“Each of the venues that we created for we a custom ending so you end up where you start. In Shanghai, you end up in Shanghai. In Epcot you end at Epcot. At Disneyland, you end up over Disneyland. It’s interesting that someone commented after the Epcot ride: ‘Does everybody else around the world end at Epcot?” I don’t think they had thought that we could have the ability to alter the endings for each site. It was not difficult to do but I think it just personalizes it for the audience and says: ‘This was designed for you and it was designed for this location.’”
That's a nice touch. But how does it compare with the old film?
First of all, let's get this out of the way. The images are spectacular. Certainly, there is no doubt that the footage they got were astounding. Secondly, the image and movie quality were jaw-dropping. It is undoubtedly way better than the old film. The clarity and resolution of the images is one of the best that I've seen, especially considering that in this attraction, the audience is still quite close to the screen.
But in the end, it is the content that dictates how successful it is. Is it better than the old Soarin' Over California? In my opinion, NO.
There are a few problems with this. Let's start first of all with the technical aspect.
When we saw Soarin' on our trip last week, we saw it three times on the same day (in fact, twice within half hour, and a total of 3 times by lunch time). We sat at three very different locations. The first one was the prime location, center aisle, center seat, Row 1. The second time, far left in Row 2. Final time, far right in Row 1. We notice SEVERE DISTORTION in both the the far right and far left seats, due to the curvature of the screen. Both the Taj Mahal's towers, and the Eiffel Tower, had an unnatural bent to them that were quite disconcerting and distracting. There were other instances where this distortion became distracting.
I'm sure this type of distortion were there in the old Soarin' movie, but they were less noticeable. The new movie had a lot of "straight, vertical structures", and when these are seen to curve, they become quite noticeable. I think that I was a bit disappointed at how bad the distortion was. I didn't realize it was this severe for someone in those seats. My guess is that this distortion will probably be less obvious for those in the middle area, and for anyone beyond the center seat on the left and right seating section. If you are unlucky enough to get these extreme seats, you might just to see some familiar landmarks doing some unnatural bending.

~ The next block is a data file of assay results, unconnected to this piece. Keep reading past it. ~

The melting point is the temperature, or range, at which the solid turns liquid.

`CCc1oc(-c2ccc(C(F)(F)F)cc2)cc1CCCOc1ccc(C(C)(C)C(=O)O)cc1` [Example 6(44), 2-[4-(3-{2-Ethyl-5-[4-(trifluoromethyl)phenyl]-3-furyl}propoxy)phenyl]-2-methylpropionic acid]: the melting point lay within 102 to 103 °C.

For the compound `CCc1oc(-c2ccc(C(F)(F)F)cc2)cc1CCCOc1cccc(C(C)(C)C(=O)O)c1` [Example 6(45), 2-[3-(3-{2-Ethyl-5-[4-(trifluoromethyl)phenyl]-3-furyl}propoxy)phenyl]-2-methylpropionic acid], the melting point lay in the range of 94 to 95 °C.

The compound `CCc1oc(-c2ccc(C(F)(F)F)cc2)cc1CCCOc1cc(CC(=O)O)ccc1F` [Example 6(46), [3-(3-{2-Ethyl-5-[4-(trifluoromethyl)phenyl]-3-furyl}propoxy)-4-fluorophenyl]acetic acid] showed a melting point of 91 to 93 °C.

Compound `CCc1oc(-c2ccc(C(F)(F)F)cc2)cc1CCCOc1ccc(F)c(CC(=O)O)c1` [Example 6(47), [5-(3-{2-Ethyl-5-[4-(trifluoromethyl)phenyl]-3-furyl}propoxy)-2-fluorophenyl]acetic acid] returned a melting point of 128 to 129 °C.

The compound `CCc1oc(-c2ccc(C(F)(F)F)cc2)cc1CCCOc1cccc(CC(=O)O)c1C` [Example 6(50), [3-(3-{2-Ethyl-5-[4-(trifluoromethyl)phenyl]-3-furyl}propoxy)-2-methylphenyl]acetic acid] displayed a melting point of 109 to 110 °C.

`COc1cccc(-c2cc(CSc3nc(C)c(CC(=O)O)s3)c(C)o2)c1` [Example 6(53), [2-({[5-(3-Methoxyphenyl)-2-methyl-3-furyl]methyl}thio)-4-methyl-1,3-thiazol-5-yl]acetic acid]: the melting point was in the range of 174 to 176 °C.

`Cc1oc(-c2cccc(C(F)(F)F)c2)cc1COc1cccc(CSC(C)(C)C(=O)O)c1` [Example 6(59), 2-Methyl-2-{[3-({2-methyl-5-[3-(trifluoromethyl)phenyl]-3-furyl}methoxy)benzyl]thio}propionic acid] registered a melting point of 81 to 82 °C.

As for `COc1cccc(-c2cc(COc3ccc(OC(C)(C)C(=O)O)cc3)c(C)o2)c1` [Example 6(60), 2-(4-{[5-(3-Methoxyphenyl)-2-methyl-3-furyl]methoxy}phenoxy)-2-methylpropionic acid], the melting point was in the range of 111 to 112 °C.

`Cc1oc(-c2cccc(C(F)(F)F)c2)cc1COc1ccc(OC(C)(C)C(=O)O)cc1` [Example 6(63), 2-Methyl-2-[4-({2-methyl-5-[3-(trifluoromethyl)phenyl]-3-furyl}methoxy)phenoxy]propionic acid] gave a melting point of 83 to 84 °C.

I am extremely disappointed by the digital enhancement and addition they added to the movie. I'm not talking about superimposing or creating those fireworks and stuff at the end. Those we all know are "not real". I'm talking about the digital enhancement that you can't tell, but suspected. I mean, the whale just happened to be jumping out of the water at that exact moment? Really? And the elephant throwing dirt right over as we flew by?
The problem with this is that, it made me suspect and questioned everything that I saw in the movie, and made me wondered if these are real. Are those people walking along the Great Wall of China real, or were they added digitally? Are those ships and boats in Sydney Harbor real? etc.. etc.
Again, I know that these were done in the old film (eg. the golf ball coming at you), but in the old film, this were done judiciously, and also, they were not that obvious. In this new film, they were done enough that it made you questioned on the authenticity of the scenery that you are seeing. This takes away from the "awe" of what you are seeing, because in the back of your mind, you wondered if it is real, or is it Memorex? I certainly did.
The "get in your face" transition from one scene to the next got very tiring after the 2nd one. I don't know if the Imagineers got too enamored by the audience reaction to the "golf ball coming at you" in the old film, but they are overdoing it in this new film. The transition from one scene to the next is just not as smooth and seamless as the old film.
But in the end, the overall effect for me is quite obvious. I had goosebumps the first time I saw Soarin' Over California. The images and music worked very well together. After seeing Soarin' Over The World, I was left with a bit of a disappointment. No goosebumps, no "Wow!". Maybe I was expecting way too much, but I found that I was being distracted by things that I shouldn't be paying attention to in the first place.
It affected the overall experience, and the disappointment at what has happened to one of my most favorite attraction just couldn't be ignored.